Welcome to the Peterson Center: NEBHE Renames Boston Facility for Late NH Governor

By John O. Harney

NEBHE renamed  its headquarters at 45 Temple Place in Boston, Mass., in honor of its former chair, the late New Hampshire Gov. Walter Rutherford Peterson.

A ceremony held July 23 at the NEBHE office featured remembrances by distinguished leaders of government and higher education around New England and the unveiling of a plaque honoring Peterson, who died June 1, 2011, at age 88.

Speakers included: Peterson’s son, former state Rep. Andrew R. Peterson; New Hampshire College & University Council President Thomas R. Horgan; and state Sen. Lou D’Allesandro, himself a former NEBHE chair; and Orville B. “Bud” Fitch II, who read a letter on behalf of U.S. Sen. Kelly Ayotte of New Hampshire; as well as current NEBHE chair Marc S. Herzog of Connecticut and President Michael K. Thomas.

NEBHE is known across New England for its ability to convene and connect with the region’s most senior decision-makers in higher education, government and business. Speakers noted that the new Peterson Center will provide a friendly space for productive meetings on higher education and key issues in New England–civil and warm like its namesake.

“Sports taught him that commitment and teamwork are essential components of any enduring success,” said Andrew Peterson of his father. “As chair and long-time board member of the New England Board of Higher Education, my father believed that, from whatever state we may hail or political party we choose, as we enter a new knowledge-based economy, we are all in it together.”

“It is fitting that NEBHE’s headquarters be named after Walter Peterson. In education, business and government, he brought individuals together to address important and timely challenges, just as NEBHE seeks to do.  His leadership remains a great example to all,” added Thomas.

About Walter Peterson

Peterson was appointed to the NEBHE board in 1982 by then-N.H. Gov. Hugh Gallen, and was NEBHE chair from 1992 to 1994. He was a steady voice in advocating for NEBHE’s mission of promoting greater educational opportunities and services for the residents of New England.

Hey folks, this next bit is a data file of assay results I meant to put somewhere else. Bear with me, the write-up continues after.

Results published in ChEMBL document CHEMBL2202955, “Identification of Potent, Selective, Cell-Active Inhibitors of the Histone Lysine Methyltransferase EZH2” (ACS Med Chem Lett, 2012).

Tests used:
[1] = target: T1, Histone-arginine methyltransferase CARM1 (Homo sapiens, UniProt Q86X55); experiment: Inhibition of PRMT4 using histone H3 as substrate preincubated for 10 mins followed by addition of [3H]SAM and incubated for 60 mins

The Peterson family at the dedication of the Peterson Center, 45 Temple Place, Boston. From left to right: Jennifer Holland, Kirsten Peterson, Andrew Peterson, Dorothy Peterson, Meg Peterson, Virginia Peterson, Anna Peterson, and Heather Peterson.

Peterson was elected governor in 1968 and served two terms. Before becoming governor, Peterson served four terms in the New Hampshire Legislature, one as majority leader and two as speaker. He was also president of the New Hampshire Constitutional Convention in 1974.

After serving as chief executive, Peterson was president of Franklin Pierce College (now University) for 20 years and, in retirement served as interim president of the University of New Hampshire and interim commissioner of the Community College System of New Hampshire.

He also chaired the New Hampshire Postsecondary Education Commission, the New Hampshire College & University Council, the New Hampshire Charitable Foundation and was a director of the New England Education Loan Marketing Corporation.

A graduate of Nashua High School and the New Hampton School, he attended William and Mary College and the University of New Hampshire before serving as a naval officer in World War II. After the war, he graduated from Dartmouth College and worked as a special education teacher.

In 1948, with his father and brother, he founded the Peterson’s Inc. Real Estate in Peterborough, N.H.

About 45 Temple Place

NEBHE purchased its headquarters at 45 Temple Place in downtown Boston in 1983. The investment in the four-story turn-of the-century building was hailed as a commitment to the city’s retail center, close to the financial and theater districts.

Despite some difficult years, the area is now abuzz with the restaurants and shops of Boston’s rejuvenated “ladder district.” Shoppers and visitors directly by NEBHE on the city’s new Silver Line. Students of urban colleges campuses newly located in the neighborhood have made an informal, vibrant quad of the nearby Boston Common.


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